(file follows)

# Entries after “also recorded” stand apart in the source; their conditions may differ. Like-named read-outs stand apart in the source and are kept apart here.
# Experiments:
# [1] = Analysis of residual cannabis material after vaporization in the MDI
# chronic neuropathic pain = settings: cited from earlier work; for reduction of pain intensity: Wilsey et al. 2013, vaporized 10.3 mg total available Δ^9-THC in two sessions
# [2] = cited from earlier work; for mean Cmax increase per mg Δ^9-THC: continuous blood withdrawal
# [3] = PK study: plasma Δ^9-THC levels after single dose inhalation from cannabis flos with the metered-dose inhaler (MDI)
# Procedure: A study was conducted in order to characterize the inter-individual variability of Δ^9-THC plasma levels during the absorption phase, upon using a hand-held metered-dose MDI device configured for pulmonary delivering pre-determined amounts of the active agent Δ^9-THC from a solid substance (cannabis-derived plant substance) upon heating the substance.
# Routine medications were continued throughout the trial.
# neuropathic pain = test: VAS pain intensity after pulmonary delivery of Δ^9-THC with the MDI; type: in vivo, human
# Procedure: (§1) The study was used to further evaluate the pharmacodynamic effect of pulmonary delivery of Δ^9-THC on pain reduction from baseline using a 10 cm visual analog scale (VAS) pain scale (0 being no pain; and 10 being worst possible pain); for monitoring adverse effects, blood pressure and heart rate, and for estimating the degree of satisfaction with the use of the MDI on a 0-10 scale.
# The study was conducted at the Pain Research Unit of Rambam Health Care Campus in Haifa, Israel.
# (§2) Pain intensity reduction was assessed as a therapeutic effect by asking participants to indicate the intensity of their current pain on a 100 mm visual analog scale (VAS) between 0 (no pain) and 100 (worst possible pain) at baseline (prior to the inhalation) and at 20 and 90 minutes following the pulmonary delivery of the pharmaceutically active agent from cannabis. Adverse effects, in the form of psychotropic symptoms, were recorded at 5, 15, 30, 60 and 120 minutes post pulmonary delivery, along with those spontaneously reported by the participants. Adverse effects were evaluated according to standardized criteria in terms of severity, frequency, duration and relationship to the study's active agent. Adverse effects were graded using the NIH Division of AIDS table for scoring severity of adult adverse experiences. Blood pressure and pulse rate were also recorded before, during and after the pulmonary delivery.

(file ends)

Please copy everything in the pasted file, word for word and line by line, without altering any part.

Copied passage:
# Entries after “also recorded” stand apart in the source; their conditions may differ. Like-named read-outs stand apart in the source and are kept apart here.
# Experiments:
# [1] = Analysis of residual cannabis material after vaporization in the MDI
# chronic neuropathic pain = settings: cited from earlier work; for reduction of pain intensity: Wilsey et al. 2013, vaporized 10.3 mg total available Δ^9-THC in two sessions
# [2] = cited from earlier work; for mean Cmax increase per mg Δ^9-THC: continuous blood withdrawal
# [3] = PK study: plasma Δ^9-THC levels after single dose inhalation from cannabis flos with the metered-dose inhaler (MDI)
# Procedure: A study was conducted in order to characterize the inter-individual variability of Δ^9-THC plasma levels during the absorption phase, upon using a hand-held metered-dose MDI device configured for pulmonary delivering pre-determined amounts of the active agent Δ^9-THC from a solid substance (cannabis-derived plant substance) upon heating the substance.
# Routine medications were continued throughout the trial.
# neuropathic pain = test: VAS pain intensity after pulmonary delivery of Δ^9-THC with the MDI; type: in vivo, human
# Procedure: (§1) The study was used to further evaluate the pharmacodynamic effect of pulmonary delivery of Δ^9-THC on pain reduction from baseline using a 10 cm visual analog scale (VAS) pain scale (0 being no pain; and 10 being worst possible pain); for monitoring adverse effects, blood pressure and heart rate, and for estimating the degree of satisfaction with the use of the MDI on a 0-10 scale.
# The study was conducted at the Pain Research Unit of Rambam Health Care Campus in Haifa, Israel.
# (§2) Pain intensity reduction was assessed as a therapeutic effect by asking participants to indicate the intensity of their current pain on a 100 mm visual analog scale (VAS) between 0 (no pain) and 100 (worst possible pain) at baseline (prior to the inhalation) and at 20 and 90 minutes following the pulmonary delivery of the pharmaceutically active agent from cannabis. Adverse effects, in the form of psychotropic symptoms, were recorded at 5, 15, 30, 60 and 120 minutes post pulmonary delivery, along with those spontaneously reported by the participants. Adverse effects were evaluated according to standardized criteria in terms of severity, frequency, duration and relationship to the study's active agent. Adverse effects were graded using the NIH Division of AIDS table for scoring severity of adult adverse experiences. Blood pressure and pulse rate were also recorded before, during and after the pulmonary delivery.